15 DDI SPACING SCENARIOS L=550 ft L=1,100 ft L=1,650 ft L=275 ft

16 Design and Operational Performance of a Double Crossover Intersection and Diverging Diamond Interchange” by Joe Bared  Data taken from: “Design and Operational Performance of a Double Crossover Intersection and Diverging Diamond Interchange” by Joe Bared  Read only file from Bared with Input values DATA DESCRIPTION

17 Northbound Off Ramp (vph) Southbound Off Ramp (vph) Eastbound (vph)Westbound (vph)Total Flow Traffic ScenarioLTRLTRLTRLTR(vph) High 270004007000400 8005004008005005600 High 165003506500350 7504503507504505100 Medium40002004000200 5003002005003003200 Low20001002000100 3001501003001501700 TRAFFIC VOLUMES


19 MICROSCOPIC SIMULATIONS  VISSIM is a microscopic, time step and behavior-based simulation model  Each entity is simulated individually  Macro: averages simulation  Microscopic simulation is a safer, less expensive, and faster than field implementation and testing.  Provides the ability to control factors not easily measured in the field.  Cannot obtain field data for this project  VISSIM  Developed by PTV from Germany  Difficulties modeling DDI with other software, such as SYNCHRO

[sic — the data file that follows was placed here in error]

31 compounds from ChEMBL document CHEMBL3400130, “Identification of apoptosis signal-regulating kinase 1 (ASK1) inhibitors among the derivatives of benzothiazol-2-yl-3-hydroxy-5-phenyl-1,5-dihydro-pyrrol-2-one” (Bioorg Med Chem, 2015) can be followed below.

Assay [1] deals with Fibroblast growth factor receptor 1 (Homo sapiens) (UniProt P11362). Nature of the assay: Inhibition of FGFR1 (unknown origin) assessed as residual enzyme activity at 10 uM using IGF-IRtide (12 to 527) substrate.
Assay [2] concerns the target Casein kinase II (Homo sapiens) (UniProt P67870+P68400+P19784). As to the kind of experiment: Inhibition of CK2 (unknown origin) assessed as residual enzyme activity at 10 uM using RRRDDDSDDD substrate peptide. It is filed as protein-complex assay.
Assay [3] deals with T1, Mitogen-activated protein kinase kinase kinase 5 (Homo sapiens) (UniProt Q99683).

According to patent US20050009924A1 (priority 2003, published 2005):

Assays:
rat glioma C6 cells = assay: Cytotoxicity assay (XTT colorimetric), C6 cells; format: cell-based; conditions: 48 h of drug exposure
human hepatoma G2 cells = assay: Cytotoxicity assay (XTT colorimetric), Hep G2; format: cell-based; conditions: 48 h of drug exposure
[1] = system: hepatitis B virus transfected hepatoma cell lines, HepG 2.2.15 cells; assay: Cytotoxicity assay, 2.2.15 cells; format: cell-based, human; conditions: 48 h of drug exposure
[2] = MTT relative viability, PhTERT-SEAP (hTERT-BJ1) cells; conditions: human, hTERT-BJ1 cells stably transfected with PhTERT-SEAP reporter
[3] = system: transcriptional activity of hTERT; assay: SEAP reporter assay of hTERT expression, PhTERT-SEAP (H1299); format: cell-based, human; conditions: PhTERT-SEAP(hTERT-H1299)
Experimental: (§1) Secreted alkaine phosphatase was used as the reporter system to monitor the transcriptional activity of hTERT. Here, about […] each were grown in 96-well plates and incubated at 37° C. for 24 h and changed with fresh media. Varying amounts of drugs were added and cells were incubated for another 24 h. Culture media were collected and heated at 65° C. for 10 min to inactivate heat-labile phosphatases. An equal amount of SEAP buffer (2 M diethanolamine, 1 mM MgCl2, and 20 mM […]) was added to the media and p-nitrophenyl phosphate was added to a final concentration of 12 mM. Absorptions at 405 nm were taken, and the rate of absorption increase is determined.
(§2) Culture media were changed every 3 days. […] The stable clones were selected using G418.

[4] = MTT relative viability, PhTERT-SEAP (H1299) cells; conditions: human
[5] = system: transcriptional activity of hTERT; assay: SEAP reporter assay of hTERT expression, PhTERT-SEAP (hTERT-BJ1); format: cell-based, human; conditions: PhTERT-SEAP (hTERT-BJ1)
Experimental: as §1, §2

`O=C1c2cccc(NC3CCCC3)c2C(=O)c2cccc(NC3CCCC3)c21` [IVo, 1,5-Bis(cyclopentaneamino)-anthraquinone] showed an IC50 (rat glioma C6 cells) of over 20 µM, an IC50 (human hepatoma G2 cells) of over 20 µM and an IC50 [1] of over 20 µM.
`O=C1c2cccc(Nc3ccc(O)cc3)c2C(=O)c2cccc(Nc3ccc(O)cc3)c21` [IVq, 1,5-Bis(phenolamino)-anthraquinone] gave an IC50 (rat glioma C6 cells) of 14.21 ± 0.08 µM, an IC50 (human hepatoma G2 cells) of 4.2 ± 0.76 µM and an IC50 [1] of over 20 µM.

20 MODEL CONSTRAINTS  Existing Geometry / Lane configuration  Traffic parameters from Bared Study were used to obtain similar results  Adjacent Intersections/ramps (focus on DDI network)  No Pedestrian traffic were modeled  One signal timing from Bared Study was used

21 Model Calibration/Verification  Model calibration is defined as the process by which the individual components of the simulation model are adjusted or fine tuned so the model will accurately represent field measured or observed traffic conditions.  Usually performed with real life data, in this case, data generated from the Bared Study.  Goal: 10% of the MOEs as determined in the Bared Study.  Delay  Stop Times

22 Traffic Scenario Model Delay Base Delay Low Base Delay Base Delay High % Error Low % Error% Error High 550 Low18.516.51717.489.1991.8994.05 550 Median21.819.52020.489.4591.7493.58 550 High 132.731.53232.496.3397.8699.08 550 High 241.539.54041.495.1896.3999.76 COMPARISON OF BASE MODEL (L=550 FT) WITH BARED PAPER

23 MODEL PARAMETERS  Signal Timing  Driver Behavior Settings  Route Assignments  Routing Decisions  Areas of Reduced Speed  Priority Rules  Travel Time Locations  Queue Counter Locations